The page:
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DoD Efforts to Train, Advise, Assist, and Equip the Armed Forces of the Republic of the Philippines DODIG-2019-048

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Objective

 

We determined whether DoD efforts to train, advise, assist, and equip the Armed Forces of the Philippines (AFP), as articulated by DoD and USPACOM Operation Pacific Eagle–Philippines execute orders, increased the AFP’s capability to counter existing violent extremist organization (VEO) threats and built sustainable AFP capabilities to disrupt, defeat, and deny safe haven to current and future VEOs in the Philippines.

 

Background

 

U.S. Forces and the AFP have conducted bilateral counterterrorism (CT) operations in the Philippines since 2001. U.S. forces have advised and assisted AFP CT operations, coordinated training and exercises with the AFP, and facilitated proposals and programs for equipment to support AFP forces. In 2017, an ISIS‑Philippines (ISIS-P) attack on the city of Marawi in the southern Philippines highlighted CT capability gaps in the AFP, particularly in AFP conventional units. In response, the DoD and USINDOPACOM initiated Operation Pacific Eagle–Philippines in 2017 to continue to advise and assist Philippine Security Force (PSF) CT operations and to build PSF partner capacity in critical SOF and conventional force capabilities.

 

Findings

 

U.S. Forces advice and assistance helped the Armed Forces of the Philippines counter violent extremists in the city of Marawi. In 2017 the AFP, with advice and assistance from a U.S. Special Operations Task Force, fought a 5-month battle with ISIS-P forces in Marawi, returning the city to the Philippine government’s control. The U.S. advise and assist forces did not participate in AFP operations or directly train the AFP. However, U.S. force advisors identified AFP critical capability gaps, and advised and assisted AFP counterparts to help them overcome capability challenges during Marawi CT operations.

 

We also determined that USINDOPACOM and the Joint U.S. Military Advisor Group at the U.S. Embassy in the Philippines complied with requirements to vet individuals and units for gross human rights violations. They also conducted rule of law and human rights training before providing U.S. Government assistance to the AFP.

 

In addition, we determined that U.S. Forces did not provide CT training to the conventional forces of the Armed Forces of the Philippines, as directed in the USINDOPACOM Operation Pacific Eagle–Philippines Execute Order, October 5, 2017. The USINDOPACOM components lacked resources to train AFP conventional forces on capabilities specified in the USINDOPACOM execute order. Finally, USINDOPACOM components did not develop project proposals to provide training and equipping to AFP conventional forces using 10 U.S.C. § 333 [2017] “Foreign Security Forces, Authority to Build Capacity” funding authority.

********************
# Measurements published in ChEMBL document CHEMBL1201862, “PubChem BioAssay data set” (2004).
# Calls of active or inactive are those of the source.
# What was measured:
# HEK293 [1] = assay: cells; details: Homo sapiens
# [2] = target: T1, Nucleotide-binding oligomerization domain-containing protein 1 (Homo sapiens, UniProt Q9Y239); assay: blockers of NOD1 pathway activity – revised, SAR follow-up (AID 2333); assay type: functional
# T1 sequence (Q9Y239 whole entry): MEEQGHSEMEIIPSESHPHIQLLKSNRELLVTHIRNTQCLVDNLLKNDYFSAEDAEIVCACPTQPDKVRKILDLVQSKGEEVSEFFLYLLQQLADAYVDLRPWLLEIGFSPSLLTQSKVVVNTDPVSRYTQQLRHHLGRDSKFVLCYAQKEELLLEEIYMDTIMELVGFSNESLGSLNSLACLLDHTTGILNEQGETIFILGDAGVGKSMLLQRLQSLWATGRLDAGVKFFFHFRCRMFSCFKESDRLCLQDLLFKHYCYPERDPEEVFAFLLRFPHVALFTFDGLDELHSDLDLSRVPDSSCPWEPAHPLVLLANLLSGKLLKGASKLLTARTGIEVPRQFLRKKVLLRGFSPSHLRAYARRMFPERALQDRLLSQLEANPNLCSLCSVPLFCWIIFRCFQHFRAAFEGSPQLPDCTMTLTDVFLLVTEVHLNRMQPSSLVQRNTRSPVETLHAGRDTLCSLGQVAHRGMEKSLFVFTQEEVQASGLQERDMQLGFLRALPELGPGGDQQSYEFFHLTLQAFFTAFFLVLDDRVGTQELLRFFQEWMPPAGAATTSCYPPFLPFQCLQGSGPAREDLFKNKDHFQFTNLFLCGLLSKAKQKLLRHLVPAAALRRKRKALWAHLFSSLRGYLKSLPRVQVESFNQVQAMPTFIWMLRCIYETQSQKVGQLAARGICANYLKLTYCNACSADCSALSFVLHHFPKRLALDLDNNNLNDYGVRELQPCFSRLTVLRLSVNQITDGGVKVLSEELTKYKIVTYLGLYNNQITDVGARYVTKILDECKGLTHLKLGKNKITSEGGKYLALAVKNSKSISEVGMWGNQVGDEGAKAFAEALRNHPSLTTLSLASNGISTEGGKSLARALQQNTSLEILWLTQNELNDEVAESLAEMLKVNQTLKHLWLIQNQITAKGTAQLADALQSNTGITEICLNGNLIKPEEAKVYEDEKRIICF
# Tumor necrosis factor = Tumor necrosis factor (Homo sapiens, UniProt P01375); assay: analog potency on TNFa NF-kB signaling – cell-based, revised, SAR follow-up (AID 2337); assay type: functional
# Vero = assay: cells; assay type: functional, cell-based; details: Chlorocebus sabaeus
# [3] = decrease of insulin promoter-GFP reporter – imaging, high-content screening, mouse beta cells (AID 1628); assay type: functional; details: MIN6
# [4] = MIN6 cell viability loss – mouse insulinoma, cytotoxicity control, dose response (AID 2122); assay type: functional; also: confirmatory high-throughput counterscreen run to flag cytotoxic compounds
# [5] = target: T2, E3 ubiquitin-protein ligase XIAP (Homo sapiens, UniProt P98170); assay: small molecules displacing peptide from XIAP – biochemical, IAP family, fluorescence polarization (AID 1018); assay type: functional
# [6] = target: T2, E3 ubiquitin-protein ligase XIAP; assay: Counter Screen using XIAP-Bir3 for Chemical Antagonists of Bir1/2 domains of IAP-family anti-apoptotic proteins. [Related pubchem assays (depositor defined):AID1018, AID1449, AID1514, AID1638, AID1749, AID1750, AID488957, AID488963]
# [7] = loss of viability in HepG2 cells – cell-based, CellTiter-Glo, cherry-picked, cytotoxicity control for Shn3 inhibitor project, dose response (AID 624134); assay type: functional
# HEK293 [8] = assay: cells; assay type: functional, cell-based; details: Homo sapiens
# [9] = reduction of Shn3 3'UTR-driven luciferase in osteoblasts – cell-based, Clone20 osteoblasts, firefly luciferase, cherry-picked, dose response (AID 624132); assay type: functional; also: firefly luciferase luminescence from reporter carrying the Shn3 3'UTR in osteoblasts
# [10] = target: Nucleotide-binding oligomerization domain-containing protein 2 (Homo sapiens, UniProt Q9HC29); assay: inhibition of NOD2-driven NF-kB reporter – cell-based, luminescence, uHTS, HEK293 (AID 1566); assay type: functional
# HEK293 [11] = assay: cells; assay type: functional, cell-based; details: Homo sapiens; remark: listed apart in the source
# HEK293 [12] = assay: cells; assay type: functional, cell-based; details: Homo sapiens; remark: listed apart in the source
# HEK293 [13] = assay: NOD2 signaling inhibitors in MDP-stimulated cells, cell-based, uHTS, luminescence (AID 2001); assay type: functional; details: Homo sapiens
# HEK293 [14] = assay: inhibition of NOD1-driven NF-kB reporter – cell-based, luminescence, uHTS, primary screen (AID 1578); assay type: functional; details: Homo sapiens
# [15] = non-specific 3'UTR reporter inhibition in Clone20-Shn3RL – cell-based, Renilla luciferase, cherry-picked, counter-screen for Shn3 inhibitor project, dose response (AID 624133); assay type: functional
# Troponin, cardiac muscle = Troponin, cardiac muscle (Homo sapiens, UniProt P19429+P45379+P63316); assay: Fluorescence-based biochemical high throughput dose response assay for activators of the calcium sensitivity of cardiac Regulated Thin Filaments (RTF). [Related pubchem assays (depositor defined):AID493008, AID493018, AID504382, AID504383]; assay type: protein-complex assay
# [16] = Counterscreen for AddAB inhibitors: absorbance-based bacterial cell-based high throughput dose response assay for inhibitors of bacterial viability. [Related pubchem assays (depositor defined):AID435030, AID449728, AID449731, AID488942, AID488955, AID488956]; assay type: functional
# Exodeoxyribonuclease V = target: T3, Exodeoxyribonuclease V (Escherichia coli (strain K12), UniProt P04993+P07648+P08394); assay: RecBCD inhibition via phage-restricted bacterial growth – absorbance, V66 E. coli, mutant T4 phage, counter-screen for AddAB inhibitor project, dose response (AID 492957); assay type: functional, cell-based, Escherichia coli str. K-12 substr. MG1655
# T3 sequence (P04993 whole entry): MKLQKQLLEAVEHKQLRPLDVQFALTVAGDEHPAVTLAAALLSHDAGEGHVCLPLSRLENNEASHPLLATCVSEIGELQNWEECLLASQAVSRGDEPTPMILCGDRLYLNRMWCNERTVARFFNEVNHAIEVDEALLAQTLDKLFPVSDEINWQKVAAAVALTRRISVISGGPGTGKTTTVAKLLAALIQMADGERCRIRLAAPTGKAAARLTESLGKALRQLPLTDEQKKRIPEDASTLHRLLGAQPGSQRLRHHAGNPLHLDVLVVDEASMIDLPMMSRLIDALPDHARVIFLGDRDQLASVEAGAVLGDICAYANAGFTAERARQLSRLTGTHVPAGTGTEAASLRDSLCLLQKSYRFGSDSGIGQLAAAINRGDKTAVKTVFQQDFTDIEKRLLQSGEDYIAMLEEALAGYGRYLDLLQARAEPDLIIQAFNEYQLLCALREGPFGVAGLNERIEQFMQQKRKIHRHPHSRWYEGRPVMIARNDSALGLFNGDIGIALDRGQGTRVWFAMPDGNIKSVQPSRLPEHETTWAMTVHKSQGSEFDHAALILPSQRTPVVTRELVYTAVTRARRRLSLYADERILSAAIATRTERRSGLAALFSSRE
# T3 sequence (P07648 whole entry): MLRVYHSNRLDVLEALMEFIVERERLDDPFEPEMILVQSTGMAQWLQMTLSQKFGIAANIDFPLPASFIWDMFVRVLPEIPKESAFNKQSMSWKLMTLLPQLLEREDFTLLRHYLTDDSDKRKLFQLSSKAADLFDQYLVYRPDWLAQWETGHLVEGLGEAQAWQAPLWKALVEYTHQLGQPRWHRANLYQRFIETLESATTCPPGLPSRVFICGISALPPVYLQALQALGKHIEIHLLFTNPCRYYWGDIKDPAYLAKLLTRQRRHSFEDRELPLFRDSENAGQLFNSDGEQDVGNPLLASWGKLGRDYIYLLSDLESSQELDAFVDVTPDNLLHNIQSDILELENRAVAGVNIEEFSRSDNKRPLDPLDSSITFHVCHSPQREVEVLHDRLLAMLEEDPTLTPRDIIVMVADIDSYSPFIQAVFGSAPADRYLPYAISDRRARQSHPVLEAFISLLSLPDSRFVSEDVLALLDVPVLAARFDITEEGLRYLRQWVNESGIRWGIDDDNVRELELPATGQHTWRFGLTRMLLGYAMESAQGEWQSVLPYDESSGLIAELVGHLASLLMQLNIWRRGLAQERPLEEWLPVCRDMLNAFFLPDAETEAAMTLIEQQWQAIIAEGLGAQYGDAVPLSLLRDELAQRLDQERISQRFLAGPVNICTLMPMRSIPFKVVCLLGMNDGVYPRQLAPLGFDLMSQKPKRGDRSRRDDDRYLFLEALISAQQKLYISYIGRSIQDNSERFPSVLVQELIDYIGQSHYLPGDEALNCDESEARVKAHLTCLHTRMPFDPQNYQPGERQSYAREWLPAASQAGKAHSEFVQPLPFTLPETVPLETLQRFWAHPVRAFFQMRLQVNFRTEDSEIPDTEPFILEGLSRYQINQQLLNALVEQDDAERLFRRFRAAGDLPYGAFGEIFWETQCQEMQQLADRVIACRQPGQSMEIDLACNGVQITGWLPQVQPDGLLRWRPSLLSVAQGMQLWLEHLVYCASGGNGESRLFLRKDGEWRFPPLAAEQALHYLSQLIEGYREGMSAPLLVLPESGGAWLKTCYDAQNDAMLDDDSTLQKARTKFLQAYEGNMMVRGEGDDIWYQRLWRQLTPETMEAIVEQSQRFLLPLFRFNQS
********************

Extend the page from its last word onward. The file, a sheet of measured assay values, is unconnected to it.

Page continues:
Recommendations

 

We recommend that the Commander of USINDOPACOM, in coordination with AFP leadership:

 

  • Determine the priorities and resources required to develop CT capacity of AFP conventional forces.
  • Determine training responsibilities within USINDOPACOM for developing programs to build the capacity of AFP conventional forces.
  • Consider developing proposals for 10 U.S.C. § 333 authority to build the capacity of AFP conventional forces to support CT operations.

 

Management Comments and Our Response
 

The USINDOPACOM Chief of Staff, on behalf of the USINDOPACOM Commander, acknowledged the report’s recommendations and provided comments. Although the USINDOPACOM Chief of Staff neither agreed nor disagreed with our recommendations, he stated that U.S. Forces would continue to provide CT training to AFP conventional forces. He stated that USINDOPACOM conducted multiple subject matter expert exchanges and exercises intended to enhance the interoperability of AFP capabilities in the six critical training tasks directed in the USINDOPACOM OPE-P EXORD. USINDOPACOM planned to use the U.S.-Philippine Mutual Defense Board-Security Engagement Board (MDB-SEB) process to address long-term training plans with the AFP. He also stated that USINDOPACOM would continue to use the Country Security Cooperation Plan (CSCP) to inform planning efforts for AFP BPC and pursuit of required resources, to include 10 U.S.C. § 333 funds and other Title 10 and Title 22 funds.

The recommendations in this report are resolved, but remain open. To close these recommendations, we request that the USINDOPACOM Commander provide:

  • USINDOPACOM’s plan or proposal to develop the capacity of WESTMINCOM conventional forces on the six critical capabilities directed in the USINDOPACOM OPE-P EXORD, including details of CT training coordinated through the MDB-SEB process in 2019.
  • An update on responsibilities assigned to USINDOPACOM subordinate commands, as part of the plan to develop the capacity of WESTMINCOM conventional forces on the six critical capabilities directed in the USINDOPACOM OPE-P EXORD.
  • An update on USINDOPACOM plans to develop 10 U.S.C. § 333 projects to build the capacity of Armed Forces of the Philippines conventional forces to support counterterrorism operations.

This report is a result of Project No. D2018-D00SPO-0139.000.